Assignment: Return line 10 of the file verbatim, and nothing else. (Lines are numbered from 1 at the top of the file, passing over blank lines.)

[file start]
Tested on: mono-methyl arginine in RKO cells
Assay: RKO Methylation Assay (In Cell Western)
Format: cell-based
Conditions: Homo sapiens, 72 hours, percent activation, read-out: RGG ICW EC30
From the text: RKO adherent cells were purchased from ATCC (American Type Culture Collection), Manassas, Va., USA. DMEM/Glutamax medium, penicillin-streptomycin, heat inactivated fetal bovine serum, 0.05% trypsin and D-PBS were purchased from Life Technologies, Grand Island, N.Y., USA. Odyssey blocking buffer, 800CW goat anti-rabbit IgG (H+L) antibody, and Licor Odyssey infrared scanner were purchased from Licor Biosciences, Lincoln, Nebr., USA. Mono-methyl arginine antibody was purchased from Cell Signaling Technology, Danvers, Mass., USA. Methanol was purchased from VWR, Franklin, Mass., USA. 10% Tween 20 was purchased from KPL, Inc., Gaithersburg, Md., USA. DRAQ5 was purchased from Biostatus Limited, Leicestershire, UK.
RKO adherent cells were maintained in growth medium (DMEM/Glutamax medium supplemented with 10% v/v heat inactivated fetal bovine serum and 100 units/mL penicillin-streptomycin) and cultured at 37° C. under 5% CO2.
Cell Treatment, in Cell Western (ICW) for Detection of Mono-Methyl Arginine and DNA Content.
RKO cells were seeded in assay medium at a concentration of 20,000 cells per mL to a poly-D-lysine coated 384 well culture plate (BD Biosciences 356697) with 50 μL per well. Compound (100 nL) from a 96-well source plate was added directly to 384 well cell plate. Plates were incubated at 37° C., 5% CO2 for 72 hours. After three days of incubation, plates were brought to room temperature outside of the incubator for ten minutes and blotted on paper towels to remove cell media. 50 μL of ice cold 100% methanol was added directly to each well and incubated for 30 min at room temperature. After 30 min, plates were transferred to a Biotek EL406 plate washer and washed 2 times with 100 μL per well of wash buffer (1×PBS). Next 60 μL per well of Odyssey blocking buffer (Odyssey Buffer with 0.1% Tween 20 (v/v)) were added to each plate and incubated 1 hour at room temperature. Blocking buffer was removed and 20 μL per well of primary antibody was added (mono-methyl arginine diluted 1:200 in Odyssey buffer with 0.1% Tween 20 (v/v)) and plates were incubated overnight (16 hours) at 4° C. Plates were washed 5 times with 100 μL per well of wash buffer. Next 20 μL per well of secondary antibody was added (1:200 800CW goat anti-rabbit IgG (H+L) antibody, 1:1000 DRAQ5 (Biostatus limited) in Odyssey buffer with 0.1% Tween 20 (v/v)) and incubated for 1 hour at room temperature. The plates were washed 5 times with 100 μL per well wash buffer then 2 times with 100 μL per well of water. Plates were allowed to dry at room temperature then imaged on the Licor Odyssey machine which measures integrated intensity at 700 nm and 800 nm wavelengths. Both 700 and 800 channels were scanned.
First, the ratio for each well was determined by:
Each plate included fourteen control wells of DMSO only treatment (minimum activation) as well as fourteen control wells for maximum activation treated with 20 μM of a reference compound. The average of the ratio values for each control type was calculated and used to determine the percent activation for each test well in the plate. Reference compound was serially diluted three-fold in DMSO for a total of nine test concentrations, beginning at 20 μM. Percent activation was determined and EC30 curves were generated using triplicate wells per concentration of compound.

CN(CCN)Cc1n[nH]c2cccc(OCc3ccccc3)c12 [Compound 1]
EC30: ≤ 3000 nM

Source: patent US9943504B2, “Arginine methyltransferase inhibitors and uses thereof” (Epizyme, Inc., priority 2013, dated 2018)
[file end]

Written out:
Each plate included fourteen control wells of DMSO only treatment (minimum activation) as well as fourteen control wells for maximum activation treated with 20 μM of a reference compound. The average of the ratio values for each control type was calculated and used to determine the percent activation for each test well in the plate. Reference compound was serially diluted three-fold in DMSO for a total of nine test concentrations, beginning at 20 μM. Percent activation was determined and EC30 curves were generated using triplicate wells per concentration of compound.